November 14, 2016

Cave of Saint Gregory Palamas in Beroea

After spending some years as a monastic at Mount Athos, at the age of twenty-nine in the autumn of 1325 the sweet silence of Gregory Palamas and his companions was disturbed by Muslims who attacked the hermits that lived in solitude outside the protective walls of Great Lavra. The Saint therefore left Mount Athos for Thessaloniki with eleven other monks, with the intention of going to Jerusalem and Sinai. After a divine revelation through Saint Demetrios, however, Saint Gregory decided to remain in Thessaloniki.

In 1326, when Gregory reached the canonical age of thirty, he was ordained a Deacon then a Presbyter by Patriarch John XIV Kalekas of Constantinople. Shortly after this he went with ten other monks to live as ascetics in Beroea. There he found a cave in which he lived from 1326 to 1331, near the Skete of Saint John the Forerunner. This cave had formerly served as the cold storage area for food of the Skete.

In the quietness and solitude of his cave, Saint Gregory immersed himself in perpetual contemplation of God, through unceasing prayer. He undertook great struggles and lived an austere life, with long fasts and vigils, with the aim of purifying his heart to make his body a fit temple of the Holy Spirit. Five days a week he never left his cave and would not receive anyone. On Saturday and Sunday he would serve the Divine Liturgy with his fellow monks and partake of the Holy Mysteries. Many of these holy men were astonished at his progress in the virtuous life, for he was found worthy of the gift of wonderworking and prophecy. It was also during this time that he had his first vision of the Lord Jesus in the pure and perfect light of His divinity.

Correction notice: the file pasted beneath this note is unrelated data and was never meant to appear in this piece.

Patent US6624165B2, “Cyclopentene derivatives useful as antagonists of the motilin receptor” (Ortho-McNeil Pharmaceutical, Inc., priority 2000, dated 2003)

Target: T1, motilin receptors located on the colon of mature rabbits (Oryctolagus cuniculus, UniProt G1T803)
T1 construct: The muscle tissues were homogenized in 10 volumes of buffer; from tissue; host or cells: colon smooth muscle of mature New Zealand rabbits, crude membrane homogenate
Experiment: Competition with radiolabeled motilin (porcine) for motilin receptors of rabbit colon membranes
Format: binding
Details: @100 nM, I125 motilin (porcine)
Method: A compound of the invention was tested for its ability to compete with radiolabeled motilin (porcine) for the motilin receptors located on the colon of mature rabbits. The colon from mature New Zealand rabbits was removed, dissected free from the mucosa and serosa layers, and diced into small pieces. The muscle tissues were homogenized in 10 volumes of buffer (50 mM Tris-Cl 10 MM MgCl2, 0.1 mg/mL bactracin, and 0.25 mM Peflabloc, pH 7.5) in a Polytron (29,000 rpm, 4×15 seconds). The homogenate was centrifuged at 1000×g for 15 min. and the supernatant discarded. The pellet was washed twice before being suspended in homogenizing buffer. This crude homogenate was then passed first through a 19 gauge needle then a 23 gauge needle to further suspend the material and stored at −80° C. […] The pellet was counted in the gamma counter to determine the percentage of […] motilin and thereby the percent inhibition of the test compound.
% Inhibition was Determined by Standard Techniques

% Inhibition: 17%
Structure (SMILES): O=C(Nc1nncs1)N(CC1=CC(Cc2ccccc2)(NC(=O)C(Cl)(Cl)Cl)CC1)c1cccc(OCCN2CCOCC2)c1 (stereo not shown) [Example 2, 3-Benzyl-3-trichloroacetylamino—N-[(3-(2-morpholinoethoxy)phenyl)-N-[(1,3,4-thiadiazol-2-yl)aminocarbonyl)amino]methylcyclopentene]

One day a young Bulgarian named Gregory Akindynos came to Gregory for spiritual instruction. He had come from his native town of Prilep in Macedonia to be a teacher of Grammar. Gregory received him and instructed him on the good foundation of humility, patience and obedience, but he yielded to demonic suggestions and thoughts and abandoned this manner of life to continue his studies in Thessaloniki, under such teachers as Magistros and Bryennios. He went on to translate the Summa of Thomas Aquinas into Greek. The paths of these two Gregory's would meet once again during the hesychast controversies.

After the death of his mother and sister, and five peaceful years in silence at his hermitage in Beroea, Gregory was obliged to leave there due to frequent attacks from northern Illyrians, making the neighborhood insecure. He therefore returned to Mount Athos and resided at Great Lavra.